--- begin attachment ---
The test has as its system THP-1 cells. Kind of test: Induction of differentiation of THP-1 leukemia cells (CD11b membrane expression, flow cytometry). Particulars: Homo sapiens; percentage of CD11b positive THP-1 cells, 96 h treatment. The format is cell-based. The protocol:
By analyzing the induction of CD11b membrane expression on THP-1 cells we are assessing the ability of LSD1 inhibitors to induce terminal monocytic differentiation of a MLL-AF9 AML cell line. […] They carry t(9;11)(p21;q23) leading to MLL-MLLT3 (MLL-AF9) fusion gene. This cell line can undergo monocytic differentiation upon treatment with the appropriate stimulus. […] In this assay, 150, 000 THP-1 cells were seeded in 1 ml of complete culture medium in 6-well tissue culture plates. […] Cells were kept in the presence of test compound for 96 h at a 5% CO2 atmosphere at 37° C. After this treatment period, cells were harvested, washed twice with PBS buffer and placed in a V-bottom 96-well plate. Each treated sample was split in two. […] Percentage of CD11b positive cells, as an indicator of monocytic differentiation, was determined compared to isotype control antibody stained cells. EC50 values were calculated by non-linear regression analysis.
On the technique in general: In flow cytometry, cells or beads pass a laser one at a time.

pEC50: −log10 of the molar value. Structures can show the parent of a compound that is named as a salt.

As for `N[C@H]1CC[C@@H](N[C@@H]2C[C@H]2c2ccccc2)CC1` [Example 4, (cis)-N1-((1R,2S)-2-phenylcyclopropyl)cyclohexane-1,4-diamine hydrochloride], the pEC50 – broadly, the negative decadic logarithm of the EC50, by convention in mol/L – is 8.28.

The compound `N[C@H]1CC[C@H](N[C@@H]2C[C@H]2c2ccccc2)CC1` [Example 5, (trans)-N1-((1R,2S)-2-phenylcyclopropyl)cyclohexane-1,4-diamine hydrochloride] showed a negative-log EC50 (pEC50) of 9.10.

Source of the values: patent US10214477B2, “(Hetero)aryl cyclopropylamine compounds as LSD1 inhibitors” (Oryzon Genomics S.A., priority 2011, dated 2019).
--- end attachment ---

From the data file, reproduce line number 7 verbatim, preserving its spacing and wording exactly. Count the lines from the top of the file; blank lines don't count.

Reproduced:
Source of the values: patent US10214477B2, “(Hetero)aryl cyclopropylamine compounds as LSD1 inhibitors” (Oryzon Genomics S.A., priority 2011, dated 2019).